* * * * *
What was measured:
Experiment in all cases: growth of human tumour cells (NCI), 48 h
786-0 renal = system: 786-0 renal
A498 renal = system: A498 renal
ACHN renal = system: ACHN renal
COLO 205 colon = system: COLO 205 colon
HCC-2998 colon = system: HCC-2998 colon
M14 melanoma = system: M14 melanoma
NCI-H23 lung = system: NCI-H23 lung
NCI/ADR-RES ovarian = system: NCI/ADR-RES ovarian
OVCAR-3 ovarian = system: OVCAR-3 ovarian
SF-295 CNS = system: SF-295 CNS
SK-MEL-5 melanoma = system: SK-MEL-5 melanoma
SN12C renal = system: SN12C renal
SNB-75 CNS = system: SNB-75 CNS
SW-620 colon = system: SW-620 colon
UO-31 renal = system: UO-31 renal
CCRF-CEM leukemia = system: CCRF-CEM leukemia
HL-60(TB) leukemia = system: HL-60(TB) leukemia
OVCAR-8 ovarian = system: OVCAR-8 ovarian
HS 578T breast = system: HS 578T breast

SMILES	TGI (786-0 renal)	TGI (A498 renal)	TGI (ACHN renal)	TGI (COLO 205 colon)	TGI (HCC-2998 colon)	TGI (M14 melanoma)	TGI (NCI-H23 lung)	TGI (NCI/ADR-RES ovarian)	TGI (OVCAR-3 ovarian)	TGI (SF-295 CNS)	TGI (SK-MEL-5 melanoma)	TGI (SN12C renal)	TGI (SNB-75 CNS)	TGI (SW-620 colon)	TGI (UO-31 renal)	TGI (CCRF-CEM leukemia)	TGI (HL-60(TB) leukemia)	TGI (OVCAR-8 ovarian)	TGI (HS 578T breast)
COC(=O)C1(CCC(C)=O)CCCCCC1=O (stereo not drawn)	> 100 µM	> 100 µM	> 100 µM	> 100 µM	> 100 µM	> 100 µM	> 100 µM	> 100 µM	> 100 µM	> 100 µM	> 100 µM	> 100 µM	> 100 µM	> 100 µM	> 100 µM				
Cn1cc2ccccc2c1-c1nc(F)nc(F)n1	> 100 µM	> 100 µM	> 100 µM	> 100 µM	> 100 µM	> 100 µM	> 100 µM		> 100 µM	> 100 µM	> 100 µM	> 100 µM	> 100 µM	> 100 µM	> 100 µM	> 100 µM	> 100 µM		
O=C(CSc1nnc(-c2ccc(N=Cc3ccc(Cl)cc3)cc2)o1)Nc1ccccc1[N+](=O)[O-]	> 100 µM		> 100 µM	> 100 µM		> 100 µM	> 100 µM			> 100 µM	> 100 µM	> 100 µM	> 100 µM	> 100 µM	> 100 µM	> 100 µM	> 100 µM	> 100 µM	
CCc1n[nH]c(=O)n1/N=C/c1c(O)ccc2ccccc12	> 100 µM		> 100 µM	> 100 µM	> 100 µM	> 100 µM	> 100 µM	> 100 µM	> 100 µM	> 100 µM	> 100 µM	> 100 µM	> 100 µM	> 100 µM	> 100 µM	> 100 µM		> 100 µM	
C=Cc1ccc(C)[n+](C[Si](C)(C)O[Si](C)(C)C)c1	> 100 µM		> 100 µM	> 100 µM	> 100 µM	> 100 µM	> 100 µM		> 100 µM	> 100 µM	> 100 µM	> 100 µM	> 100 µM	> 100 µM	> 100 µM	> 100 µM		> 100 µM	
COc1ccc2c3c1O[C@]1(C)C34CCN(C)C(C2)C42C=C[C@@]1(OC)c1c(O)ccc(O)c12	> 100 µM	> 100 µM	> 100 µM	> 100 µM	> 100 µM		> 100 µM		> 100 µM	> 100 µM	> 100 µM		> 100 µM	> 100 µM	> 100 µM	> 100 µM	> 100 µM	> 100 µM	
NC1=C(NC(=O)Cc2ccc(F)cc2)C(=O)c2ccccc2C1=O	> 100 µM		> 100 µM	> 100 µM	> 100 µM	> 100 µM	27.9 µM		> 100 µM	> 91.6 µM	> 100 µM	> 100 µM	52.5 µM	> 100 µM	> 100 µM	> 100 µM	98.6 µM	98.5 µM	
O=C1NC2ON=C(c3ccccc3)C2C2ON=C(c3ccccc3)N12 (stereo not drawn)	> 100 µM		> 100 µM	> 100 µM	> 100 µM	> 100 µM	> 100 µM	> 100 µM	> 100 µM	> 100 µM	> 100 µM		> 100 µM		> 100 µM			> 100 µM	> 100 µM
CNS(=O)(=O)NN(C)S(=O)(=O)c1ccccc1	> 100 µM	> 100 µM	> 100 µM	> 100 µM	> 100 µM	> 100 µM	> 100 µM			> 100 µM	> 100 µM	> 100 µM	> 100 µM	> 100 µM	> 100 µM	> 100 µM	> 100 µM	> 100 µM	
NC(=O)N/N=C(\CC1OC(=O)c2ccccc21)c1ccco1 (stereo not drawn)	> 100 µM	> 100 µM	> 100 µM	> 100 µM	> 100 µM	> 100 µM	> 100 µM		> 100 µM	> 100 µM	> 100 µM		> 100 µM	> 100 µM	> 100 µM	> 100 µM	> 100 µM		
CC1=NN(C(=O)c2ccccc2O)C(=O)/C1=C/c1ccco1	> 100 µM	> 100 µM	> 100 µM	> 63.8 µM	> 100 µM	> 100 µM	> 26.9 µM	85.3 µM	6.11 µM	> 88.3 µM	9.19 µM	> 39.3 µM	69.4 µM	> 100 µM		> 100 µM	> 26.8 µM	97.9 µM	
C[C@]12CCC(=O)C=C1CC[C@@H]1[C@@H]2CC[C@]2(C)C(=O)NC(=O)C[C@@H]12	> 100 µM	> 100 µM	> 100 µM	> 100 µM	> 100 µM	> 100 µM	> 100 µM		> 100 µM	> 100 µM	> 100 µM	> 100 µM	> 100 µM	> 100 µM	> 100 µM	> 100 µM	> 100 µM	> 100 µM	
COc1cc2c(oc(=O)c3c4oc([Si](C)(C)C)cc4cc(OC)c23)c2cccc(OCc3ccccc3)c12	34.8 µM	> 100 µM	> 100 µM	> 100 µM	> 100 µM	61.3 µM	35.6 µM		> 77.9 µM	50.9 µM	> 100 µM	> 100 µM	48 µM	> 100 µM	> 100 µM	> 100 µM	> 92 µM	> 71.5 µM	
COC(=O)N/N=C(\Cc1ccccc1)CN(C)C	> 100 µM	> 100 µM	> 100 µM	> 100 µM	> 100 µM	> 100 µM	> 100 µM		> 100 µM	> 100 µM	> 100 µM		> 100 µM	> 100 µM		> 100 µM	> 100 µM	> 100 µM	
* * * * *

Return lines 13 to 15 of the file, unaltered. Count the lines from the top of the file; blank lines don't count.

SK-MEL-5 melanoma = system: SK-MEL-5 melanoma
SN12C renal = system: SN12C renal
SNB-75 CNS = system: SNB-75 CNS